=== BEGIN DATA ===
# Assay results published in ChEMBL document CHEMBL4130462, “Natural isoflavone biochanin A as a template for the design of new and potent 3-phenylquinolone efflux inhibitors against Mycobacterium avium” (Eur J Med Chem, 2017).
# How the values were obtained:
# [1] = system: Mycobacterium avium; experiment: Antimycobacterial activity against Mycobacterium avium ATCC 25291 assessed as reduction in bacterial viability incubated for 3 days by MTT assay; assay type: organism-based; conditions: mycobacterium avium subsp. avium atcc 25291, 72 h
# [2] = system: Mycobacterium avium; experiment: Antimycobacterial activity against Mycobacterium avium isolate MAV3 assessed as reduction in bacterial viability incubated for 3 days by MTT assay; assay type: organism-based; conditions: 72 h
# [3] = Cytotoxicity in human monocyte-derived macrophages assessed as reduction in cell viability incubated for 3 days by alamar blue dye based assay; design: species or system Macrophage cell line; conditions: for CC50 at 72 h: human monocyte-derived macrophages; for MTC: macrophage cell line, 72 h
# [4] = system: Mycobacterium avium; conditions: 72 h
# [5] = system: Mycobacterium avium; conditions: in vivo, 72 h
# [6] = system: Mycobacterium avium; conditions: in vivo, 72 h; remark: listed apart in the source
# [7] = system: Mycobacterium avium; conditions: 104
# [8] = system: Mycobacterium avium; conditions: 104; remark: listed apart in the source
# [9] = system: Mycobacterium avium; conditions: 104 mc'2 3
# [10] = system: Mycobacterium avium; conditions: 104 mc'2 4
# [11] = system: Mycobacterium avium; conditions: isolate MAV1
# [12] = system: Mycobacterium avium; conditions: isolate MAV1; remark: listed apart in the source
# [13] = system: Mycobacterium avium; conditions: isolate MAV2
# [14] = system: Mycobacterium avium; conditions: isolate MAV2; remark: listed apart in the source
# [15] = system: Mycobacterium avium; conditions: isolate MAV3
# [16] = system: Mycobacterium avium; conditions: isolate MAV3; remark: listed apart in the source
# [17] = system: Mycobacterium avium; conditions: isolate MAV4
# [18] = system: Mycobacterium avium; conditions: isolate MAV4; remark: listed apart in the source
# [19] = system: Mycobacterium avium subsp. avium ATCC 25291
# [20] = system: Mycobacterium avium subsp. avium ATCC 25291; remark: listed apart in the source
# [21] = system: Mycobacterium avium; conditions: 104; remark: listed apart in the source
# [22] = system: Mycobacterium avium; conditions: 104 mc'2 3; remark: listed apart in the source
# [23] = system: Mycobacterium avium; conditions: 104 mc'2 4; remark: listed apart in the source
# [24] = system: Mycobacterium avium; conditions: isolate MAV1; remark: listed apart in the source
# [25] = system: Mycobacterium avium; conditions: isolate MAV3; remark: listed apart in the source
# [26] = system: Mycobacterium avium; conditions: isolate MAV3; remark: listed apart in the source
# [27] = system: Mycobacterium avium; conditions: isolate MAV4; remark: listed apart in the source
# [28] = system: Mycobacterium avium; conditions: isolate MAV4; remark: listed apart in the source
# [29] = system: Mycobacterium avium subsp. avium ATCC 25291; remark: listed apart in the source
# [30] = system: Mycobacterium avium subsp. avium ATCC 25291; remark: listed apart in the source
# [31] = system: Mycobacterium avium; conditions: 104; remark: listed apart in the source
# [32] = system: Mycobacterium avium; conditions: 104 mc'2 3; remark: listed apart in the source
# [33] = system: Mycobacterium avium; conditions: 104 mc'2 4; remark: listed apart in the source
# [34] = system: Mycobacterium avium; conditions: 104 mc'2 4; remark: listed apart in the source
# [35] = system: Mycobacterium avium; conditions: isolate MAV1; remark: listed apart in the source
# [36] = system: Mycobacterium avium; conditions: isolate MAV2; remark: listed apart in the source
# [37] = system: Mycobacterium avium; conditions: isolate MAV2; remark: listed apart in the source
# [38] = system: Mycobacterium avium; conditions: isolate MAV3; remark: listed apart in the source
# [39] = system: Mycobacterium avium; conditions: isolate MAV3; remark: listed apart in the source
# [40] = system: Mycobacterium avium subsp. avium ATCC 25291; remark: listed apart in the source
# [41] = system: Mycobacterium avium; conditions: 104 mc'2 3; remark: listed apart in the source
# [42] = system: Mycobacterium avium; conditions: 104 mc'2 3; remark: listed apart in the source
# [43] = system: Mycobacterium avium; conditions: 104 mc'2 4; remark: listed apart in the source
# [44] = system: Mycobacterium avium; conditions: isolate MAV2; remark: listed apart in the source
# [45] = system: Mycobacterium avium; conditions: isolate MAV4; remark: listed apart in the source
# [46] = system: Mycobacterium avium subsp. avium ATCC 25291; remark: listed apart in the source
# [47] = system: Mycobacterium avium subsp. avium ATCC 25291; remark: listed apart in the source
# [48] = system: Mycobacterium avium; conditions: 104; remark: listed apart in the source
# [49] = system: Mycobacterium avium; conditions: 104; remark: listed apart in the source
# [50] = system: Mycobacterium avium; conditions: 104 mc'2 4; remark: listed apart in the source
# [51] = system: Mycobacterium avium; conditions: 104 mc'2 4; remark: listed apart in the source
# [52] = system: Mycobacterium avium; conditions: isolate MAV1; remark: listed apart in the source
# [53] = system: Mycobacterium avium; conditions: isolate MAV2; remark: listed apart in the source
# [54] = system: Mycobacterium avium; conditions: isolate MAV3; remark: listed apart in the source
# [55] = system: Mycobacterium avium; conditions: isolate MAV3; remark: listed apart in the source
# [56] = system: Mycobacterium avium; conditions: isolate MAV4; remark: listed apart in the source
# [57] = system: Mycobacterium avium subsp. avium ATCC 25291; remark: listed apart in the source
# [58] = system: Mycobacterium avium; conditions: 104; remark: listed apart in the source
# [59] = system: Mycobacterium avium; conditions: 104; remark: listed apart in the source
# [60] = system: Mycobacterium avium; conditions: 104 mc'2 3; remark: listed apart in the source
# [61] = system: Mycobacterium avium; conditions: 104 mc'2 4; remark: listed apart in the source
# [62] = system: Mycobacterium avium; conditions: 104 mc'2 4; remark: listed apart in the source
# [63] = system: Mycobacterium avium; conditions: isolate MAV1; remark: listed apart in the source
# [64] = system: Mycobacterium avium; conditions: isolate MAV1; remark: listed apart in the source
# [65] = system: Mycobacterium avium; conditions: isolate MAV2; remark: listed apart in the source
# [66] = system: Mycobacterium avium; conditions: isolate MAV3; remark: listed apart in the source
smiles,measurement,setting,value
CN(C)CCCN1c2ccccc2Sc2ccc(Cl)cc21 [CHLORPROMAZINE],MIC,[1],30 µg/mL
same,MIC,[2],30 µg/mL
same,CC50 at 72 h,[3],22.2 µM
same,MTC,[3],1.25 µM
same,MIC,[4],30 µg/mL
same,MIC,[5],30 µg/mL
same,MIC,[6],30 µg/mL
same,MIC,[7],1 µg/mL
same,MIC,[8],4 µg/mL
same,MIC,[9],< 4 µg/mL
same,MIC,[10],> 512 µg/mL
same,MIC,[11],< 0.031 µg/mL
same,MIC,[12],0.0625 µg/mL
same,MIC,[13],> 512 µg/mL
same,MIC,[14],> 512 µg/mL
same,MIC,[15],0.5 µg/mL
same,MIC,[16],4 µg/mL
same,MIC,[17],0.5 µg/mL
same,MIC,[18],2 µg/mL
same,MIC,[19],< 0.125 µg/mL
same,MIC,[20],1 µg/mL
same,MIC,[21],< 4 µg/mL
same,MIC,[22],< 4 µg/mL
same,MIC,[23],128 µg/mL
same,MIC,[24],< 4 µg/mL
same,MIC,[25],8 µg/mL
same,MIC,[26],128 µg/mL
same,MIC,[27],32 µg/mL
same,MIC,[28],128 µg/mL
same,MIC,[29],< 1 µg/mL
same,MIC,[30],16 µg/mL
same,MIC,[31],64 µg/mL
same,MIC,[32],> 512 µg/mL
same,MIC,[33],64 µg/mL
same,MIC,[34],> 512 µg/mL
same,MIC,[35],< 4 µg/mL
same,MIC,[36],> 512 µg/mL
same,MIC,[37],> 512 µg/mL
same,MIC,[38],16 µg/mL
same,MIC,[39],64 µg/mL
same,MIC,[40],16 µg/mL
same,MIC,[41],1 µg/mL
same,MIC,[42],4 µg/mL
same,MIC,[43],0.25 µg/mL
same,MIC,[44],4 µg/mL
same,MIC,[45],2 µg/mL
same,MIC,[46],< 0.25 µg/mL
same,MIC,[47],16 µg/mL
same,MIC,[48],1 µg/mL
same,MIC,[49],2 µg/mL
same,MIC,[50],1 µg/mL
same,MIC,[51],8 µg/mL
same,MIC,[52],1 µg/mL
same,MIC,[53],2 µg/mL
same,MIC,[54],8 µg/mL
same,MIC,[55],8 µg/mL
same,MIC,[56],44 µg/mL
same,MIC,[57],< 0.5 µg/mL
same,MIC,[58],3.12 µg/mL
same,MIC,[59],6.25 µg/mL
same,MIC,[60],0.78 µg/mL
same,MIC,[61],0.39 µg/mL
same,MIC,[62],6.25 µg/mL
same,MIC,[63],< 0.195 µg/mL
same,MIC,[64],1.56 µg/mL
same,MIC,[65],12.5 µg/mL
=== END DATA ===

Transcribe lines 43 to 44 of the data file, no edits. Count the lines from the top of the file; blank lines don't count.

# [41] = system: Mycobacterium avium; conditions: 104 mc'2 3; remark: listed apart in the source
# [42] = system: Mycobacterium avium; conditions: 104 mc'2 3; remark: listed apart in the source